Even the stories which did not use LDS characters and settings served as Home Literature. “The Decision,” by Harold Goff, which appeared in The Young Women’s Journal for 1911, takes place at Columbia University. Dick Grey is in love with Beth Hunter, but he has determined rivals in Jack and Fred. One night, while floating on a Hudson River boat, Dick musters the courage to tell Beth of his love. She hesitates, but just as she is about to speak a child falls overboard. Dick sheds his coat, dives in, and rescues the child. He returns to Beth, who gives him her heart, saying she knew when she saw him go after the child that he was the man she would marry. Thus goodness and noble action are rewarded, and a number of teenage girls doubtless became firmer in their resolve to marry a man of character.
Such Home Literature stories taught—though too often simplistically—the youth of Zion to shun the evils of the world, to obey the Word of Wisdom, to emulate the lives of the pioneers, to live lives of character and rectitude, to marry within the faith—in the temple—to rear a noble family, to be missionaries, to study the scriptures, and to master the principles of the gospel.10 So successful were the writers of Home Literature that after 1888 a qualified acceptance of fiction becomes evident, and William O. Lee was able to write in the Deseret Weekly, perhaps a bit too enthusiastically, “We should all be proud of our home literature, for it includes some of the best books ever written.”11 Similarly, Susa Young Gates, founder of The Young Women’s Journal and influential daughter of Brigham Young, wrote in 1889 that while reading novels that make one dissatisfied with one’s own life is foolish, “I think our own people are producing some of the purest and best literature. It may not be polished with the smoothness and elegance of rhetorical mastery, but it contains nothing that will injure, and very much that will elevate and refine.”12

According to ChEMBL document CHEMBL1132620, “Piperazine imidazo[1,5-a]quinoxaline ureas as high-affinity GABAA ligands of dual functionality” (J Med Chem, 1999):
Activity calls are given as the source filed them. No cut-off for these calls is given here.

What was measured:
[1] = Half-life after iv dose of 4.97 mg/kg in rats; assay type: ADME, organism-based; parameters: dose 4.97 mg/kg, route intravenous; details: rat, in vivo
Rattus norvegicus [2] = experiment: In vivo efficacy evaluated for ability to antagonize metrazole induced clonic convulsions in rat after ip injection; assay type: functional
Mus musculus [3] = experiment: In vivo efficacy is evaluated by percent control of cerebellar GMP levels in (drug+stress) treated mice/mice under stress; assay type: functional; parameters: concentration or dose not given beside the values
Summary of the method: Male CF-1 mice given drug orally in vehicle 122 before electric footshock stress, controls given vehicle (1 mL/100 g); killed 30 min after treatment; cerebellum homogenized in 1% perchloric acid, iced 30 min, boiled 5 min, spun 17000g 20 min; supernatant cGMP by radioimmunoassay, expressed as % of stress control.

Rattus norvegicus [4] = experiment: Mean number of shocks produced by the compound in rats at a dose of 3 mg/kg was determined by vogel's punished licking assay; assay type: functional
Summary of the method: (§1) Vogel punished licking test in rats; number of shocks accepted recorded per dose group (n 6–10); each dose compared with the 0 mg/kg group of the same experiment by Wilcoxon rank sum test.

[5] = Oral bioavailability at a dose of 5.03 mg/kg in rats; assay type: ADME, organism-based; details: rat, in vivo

One of the leading writers of Home Literature was Susa Young Gates herself. Among her several novels, John Stevens’ Courtship (1894) and The Prince of Ur (1915) established her as one of Utah’s most popular novelists. Other prominent writers were Hannah T. King, Emmeline B. Wells, Orson F. Whitney (all popular poets), as well as B. H. Roberts (whose contributions ranged from a love story set in Zarahemla13 to Corianton: A Nephite Story, 1902, a popular Book of Mormon novel which was later rewritten as a play and performed on Broadway14), Josephine Spencer, and Nephi Anderson. The latter two were probably the most prolific of the group and probably the two whose works were most widely read.